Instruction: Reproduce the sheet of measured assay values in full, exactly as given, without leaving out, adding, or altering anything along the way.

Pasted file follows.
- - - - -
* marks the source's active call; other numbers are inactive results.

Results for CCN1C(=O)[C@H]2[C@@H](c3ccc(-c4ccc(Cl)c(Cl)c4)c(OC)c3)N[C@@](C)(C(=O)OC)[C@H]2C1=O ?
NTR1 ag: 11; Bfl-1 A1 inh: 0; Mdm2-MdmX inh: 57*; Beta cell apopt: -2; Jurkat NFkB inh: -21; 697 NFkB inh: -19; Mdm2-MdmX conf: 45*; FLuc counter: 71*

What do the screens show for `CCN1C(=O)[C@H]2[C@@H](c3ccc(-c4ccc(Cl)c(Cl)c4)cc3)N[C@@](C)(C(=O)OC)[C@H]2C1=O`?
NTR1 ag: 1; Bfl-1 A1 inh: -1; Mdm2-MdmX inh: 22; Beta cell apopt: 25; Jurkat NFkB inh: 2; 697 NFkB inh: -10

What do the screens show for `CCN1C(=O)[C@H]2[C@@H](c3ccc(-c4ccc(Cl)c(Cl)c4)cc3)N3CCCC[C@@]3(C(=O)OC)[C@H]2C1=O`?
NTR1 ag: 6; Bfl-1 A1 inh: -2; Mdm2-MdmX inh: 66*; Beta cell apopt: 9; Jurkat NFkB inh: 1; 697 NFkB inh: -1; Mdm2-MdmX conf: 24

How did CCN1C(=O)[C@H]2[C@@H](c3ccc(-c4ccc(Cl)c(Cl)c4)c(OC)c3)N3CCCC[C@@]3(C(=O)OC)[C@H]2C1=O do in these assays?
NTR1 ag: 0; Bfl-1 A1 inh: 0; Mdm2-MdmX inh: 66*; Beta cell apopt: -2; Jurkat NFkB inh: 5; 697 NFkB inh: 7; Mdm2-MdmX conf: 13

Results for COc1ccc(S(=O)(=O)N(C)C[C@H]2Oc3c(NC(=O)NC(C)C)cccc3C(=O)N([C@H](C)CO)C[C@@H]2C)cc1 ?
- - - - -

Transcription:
* marks the source's active call; other numbers are inactive results.

Results for CCN1C(=O)[C@H]2[C@@H](c3ccc(-c4ccc(Cl)c(Cl)c4)c(OC)c3)N[C@@](C)(C(=O)OC)[C@H]2C1=O ?
NTR1 ag: 11; Bfl-1 A1 inh: 0; Mdm2-MdmX inh: 57*; Beta cell apopt: -2; Jurkat NFkB inh: -21; 697 NFkB inh: -19; Mdm2-MdmX conf: 45*; FLuc counter: 71*

What do the screens show for `CCN1C(=O)[C@H]2[C@@H](c3ccc(-c4ccc(Cl)c(Cl)c4)cc3)N[C@@](C)(C(=O)OC)[C@H]2C1=O`?
NTR1 ag: 1; Bfl-1 A1 inh: -1; Mdm2-MdmX inh: 22; Beta cell apopt: 25; Jurkat NFkB inh: 2; 697 NFkB inh: -10

What do the screens show for `CCN1C(=O)[C@H]2[C@@H](c3ccc(-c4ccc(Cl)c(Cl)c4)cc3)N3CCCC[C@@]3(C(=O)OC)[C@H]2C1=O`?
NTR1 ag: 6; Bfl-1 A1 inh: -2; Mdm2-MdmX inh: 66*; Beta cell apopt: 9; Jurkat NFkB inh: 1; 697 NFkB inh: -1; Mdm2-MdmX conf: 24

How did CCN1C(=O)[C@H]2[C@@H](c3ccc(-c4ccc(Cl)c(Cl)c4)c(OC)c3)N3CCCC[C@@]3(C(=O)OC)[C@H]2C1=O do in these assays?
NTR1 ag: 0; Bfl-1 A1 inh: 0; Mdm2-MdmX inh: 66*; Beta cell apopt: -2; Jurkat NFkB inh: 5; 697 NFkB inh: 7; Mdm2-MdmX conf: 13

Results for COc1ccc(S(=O)(=O)N(C)C[C@H]2Oc3c(NC(=O)NC(C)C)cccc3C(=O)N([C@H](C)CO)C[C@@H]2C)cc1 ?